The Extended Kalman Filter: An Interactive Tutorial for Non-Experts

In working with autopilot systems like Crazyflie and ArduPilot I have frequently come across references to something called an Extended Kalman Filter (EKF). Googling this term led me to several different web pages and reference papers, most of which I found too difficult to follow. [1] So I decided to create my own tutorial for teaching and learning about the EKF from first principles. This tutorial assumes only high-school-level math and introduces concepts from more advanced areas like linear algebra as needed, rather than assuming you already know them. Starting with some simple examples and the standard (linear) Kalman filter, we work toward an understanding of actual EKF implementations at end of the tutorial.

Part 1: A Simple Example

Imagine an airplane coming in for a landing. Though there are many things we might worry about, like airspeed, fuel, etc., the most obvious thing to focus on his the plane's altitude (height above sea level). As a very simple approximation, we can think of the current altitude as a fraction of the previous altitude. For example, if the plane loses 2% of its altitude each time we observe it, then its altitude at the current time is 98% of its altitude at the previous time:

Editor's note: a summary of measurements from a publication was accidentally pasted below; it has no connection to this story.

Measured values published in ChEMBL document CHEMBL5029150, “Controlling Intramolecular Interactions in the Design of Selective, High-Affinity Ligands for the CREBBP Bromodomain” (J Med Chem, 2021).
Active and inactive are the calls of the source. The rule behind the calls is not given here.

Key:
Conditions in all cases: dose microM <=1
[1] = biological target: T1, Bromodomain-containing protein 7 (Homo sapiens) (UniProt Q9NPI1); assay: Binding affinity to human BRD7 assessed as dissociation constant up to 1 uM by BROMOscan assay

altitudecurrent_time = 0.98 * altitudeprevious_time

Engineers use the term recursive to refer to a formula like this where a quantity is defined in terms of its previous value: to compute the current value, we must “recur” back to the previous. Eventually we recur back to some initial “base case”, like a known starting altitude.

Try moving around the slider above to see how the plane's altitude changes for different percentages.


[1] Two notable exceptions are Kalman Filtering for Dummies and the the Wikipedia page, from which I have borrowed here. For a more pictorial approach, take a look at this tutorial. If you're already comfortable with math notation, you might want to check out this tutorial before spending any more time here.

This tutorial has also benefited from helpful comments by members of the DIY Drones community (esp. Tim Wilkin, who corrected a number of inaccuracies in my explanations).